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Having a car make a long return trip to the Suburbs is not practical if the trip is long. Shared cars which get heavy usage (which this is on the cusp of, though it's not shared as much as a taxi) wear out by the mile, not by the year, and you think of their cost more as a per-mile cost. If you double the commute distance, you double the cost of the commute. The commute travel is a significant fraction of the travel a typical car will do. Generally, it will be cheaper to own two cars than to send your car back home if the commute is moderate to long. Or cheaper to make use of robotic taxi services at the home rather than send the car home. The robotic taxi services will be cheaper than sending your car back in almost all cases -- remember they don't have to pay drivers. You just pay for relatively inexpensive parking (the vehicle does not need to park precisely where you work, unlike a human driven car, and so can shop the spot market) and use the taxi service at home if available. Of course, if you do still want to spend the extra money to send your car home to do service there, you will be doing it in the anticommute direction, where road capacity is plentiful and congestion is minimally increased. So what's the issue?
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You are correct that claims of imminent increased capacity from reduced headways alone are overly optimistic. Automated no-signal intersections are very far away as they don't allow human drivers. But this misses the point about other technologies which come much sooner and have dramatic effects on congestion and transit. Congestion arises primarily from traffic demand surpassing road capacity, compounded by two human behaviours -- accidents and irrational and irregular driving patterns. Reduce accidents, along with slowing down to look at accidents, and you cut congestion. The big wins, however, can come from road metering capabilities that go far beyond what we can do today, even in places like Singapore. These don't require robocars -- smartphone equipped human driven cars can and must participate. With proper metering, so you never allow more cars on a road than it can handle, congestion can be seriously reduced, and induced demand is no longer the problem it was. Robocars can easily handle dynamic lane and street redirection (today we insist on barriers for this most of the time for humans so don't do it a lot.) I also predict robocars will move a lot of traffic to half-width vehicles for 1-2 people which can pack 2 to a lane when they encounter one another. However, to get to transit. Transit will have an impossible time competing with cheap, personal door-to-door transportation on your own schedule, except at times where congestion is so bad that only the private ROW of the transit line saves it. Even with the major subsidies it receives it may have trouble competing on price and can't compete on energy efficiency -- small private vehicles are much more energy efficient per passenger than transit vehicles with non-peak load factors. This presents a problem for transit lines as they will thus only run at rush hours. Current transit economics don't work well (in most places) with buying trains or even buses only to run a few hours a day. (The need for drivers only at rush hour would also be a problem but self-driving buses may solve that.) I have envisioned a different type of transit, which consists of small single-person vehicles which operate in local areas, and coalesce simultaneously at a transfer station where a van awaits. Everybody moves to the van which goes to the rough area they all wish to travel to, where the van stops beside a group of single person robotaxis which take the passengers the last mile. This vision is almost as fast as door-to-door, and is very efficient in use of energy and road space. Current modes will have trouble competing.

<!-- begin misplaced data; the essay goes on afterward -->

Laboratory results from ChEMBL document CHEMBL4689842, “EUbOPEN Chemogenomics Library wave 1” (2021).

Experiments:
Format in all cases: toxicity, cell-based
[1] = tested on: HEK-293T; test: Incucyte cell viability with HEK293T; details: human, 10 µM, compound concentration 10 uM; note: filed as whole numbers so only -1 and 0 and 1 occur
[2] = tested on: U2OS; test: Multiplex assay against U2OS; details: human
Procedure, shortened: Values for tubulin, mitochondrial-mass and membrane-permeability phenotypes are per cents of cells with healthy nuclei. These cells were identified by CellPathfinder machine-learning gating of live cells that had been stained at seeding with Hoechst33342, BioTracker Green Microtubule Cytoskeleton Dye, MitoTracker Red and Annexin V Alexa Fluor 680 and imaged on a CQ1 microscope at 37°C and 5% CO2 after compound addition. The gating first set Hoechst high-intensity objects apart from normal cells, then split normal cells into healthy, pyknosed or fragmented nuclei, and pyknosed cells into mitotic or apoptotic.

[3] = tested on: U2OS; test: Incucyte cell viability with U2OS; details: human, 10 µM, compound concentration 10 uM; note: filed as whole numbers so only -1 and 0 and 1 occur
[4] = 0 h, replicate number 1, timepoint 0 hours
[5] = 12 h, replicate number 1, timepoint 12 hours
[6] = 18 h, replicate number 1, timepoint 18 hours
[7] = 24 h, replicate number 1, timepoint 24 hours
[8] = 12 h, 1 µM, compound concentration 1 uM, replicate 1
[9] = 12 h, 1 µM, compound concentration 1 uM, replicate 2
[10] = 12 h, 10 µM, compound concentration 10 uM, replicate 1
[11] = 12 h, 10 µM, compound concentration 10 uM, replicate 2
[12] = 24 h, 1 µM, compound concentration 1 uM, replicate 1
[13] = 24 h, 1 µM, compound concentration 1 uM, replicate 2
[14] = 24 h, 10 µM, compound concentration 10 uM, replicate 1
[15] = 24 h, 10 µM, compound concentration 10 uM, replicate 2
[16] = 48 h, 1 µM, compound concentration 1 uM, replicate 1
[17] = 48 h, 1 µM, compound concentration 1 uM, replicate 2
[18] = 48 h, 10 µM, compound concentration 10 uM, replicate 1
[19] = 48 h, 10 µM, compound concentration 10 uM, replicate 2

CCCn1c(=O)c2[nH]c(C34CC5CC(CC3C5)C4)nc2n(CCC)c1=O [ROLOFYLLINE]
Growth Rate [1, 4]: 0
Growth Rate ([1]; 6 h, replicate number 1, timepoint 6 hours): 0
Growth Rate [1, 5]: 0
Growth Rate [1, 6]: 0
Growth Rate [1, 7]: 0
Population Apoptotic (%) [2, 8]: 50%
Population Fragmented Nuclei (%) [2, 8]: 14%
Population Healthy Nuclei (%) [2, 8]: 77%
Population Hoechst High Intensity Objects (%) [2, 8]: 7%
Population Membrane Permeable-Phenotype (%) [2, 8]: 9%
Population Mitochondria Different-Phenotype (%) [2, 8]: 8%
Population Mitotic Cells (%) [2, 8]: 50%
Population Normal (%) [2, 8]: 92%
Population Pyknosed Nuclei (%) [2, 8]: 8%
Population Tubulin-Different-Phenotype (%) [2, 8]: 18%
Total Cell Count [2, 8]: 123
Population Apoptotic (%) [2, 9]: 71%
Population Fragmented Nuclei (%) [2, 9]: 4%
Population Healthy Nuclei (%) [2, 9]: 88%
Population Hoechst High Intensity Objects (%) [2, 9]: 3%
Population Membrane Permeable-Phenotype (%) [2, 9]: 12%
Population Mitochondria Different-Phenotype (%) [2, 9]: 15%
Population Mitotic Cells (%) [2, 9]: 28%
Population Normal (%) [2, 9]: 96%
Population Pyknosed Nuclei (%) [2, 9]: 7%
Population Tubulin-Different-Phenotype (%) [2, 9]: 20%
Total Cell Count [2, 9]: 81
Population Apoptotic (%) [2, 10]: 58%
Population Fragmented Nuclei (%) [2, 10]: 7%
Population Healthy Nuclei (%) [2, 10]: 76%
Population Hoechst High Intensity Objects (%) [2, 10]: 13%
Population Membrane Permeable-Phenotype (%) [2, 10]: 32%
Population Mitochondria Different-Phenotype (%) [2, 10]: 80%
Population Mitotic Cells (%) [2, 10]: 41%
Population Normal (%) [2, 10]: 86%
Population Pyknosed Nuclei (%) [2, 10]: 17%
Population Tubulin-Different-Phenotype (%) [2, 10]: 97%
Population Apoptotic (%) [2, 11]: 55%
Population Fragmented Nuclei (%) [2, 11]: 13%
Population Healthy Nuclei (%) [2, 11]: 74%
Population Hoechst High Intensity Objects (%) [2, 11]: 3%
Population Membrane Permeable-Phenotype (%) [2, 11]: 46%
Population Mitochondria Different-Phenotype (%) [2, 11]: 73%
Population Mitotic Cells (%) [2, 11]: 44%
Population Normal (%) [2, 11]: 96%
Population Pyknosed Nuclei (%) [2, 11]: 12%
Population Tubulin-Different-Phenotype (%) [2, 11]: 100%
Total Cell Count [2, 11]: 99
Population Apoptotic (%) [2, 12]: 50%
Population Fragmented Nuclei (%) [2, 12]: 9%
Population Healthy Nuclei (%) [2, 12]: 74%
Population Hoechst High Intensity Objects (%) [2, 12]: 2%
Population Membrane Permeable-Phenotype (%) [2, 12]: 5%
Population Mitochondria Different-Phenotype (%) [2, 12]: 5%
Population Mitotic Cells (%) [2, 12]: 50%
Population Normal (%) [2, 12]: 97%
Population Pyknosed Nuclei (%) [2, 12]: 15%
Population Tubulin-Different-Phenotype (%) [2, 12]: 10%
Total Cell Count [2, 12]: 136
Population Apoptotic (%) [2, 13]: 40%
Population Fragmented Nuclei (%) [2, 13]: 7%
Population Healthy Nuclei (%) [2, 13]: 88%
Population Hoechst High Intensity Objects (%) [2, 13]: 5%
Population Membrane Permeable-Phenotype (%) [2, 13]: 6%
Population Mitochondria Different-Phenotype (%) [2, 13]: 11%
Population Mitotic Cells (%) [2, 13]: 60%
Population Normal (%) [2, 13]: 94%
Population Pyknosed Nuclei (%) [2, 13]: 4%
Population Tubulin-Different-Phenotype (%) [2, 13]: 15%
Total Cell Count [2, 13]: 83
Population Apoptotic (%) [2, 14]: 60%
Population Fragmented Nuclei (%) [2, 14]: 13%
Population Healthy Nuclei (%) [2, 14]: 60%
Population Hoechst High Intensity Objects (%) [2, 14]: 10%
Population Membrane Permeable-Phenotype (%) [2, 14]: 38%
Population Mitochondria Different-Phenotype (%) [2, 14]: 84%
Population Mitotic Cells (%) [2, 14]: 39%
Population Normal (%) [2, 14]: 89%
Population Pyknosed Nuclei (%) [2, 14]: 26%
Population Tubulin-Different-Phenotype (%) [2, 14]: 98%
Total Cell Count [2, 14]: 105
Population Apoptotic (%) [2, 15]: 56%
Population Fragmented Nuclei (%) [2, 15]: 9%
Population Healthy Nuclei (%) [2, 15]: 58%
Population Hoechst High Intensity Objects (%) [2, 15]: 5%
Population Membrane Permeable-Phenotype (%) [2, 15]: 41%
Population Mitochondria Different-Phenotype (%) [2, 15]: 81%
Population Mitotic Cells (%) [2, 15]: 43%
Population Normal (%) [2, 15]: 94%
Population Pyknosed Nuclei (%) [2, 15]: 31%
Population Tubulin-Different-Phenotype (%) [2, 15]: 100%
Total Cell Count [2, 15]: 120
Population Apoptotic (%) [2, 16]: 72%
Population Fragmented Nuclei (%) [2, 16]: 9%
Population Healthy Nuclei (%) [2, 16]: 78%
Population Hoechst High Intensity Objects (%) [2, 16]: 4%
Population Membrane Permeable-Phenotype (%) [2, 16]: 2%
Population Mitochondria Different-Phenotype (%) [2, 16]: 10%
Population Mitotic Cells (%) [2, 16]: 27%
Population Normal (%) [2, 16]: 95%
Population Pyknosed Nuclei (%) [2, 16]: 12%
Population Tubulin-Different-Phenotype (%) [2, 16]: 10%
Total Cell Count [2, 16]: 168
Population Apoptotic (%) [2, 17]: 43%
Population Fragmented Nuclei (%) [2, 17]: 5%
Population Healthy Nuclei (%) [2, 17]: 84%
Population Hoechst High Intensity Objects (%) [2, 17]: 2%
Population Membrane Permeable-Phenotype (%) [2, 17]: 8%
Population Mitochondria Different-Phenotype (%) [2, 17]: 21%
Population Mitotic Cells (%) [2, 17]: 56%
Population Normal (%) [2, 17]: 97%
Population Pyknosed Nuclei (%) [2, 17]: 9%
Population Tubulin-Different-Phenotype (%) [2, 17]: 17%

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Andy, I have always felt that if a call begins with them telling me "(In the interests of good customer service) this call *may* be recorded or monitored" Then they are giving me permission to record the call. The sentence can certainly be interpreted as both a declaration that they may record it (as in might) and a statement that I may record it (permission.) Go for it.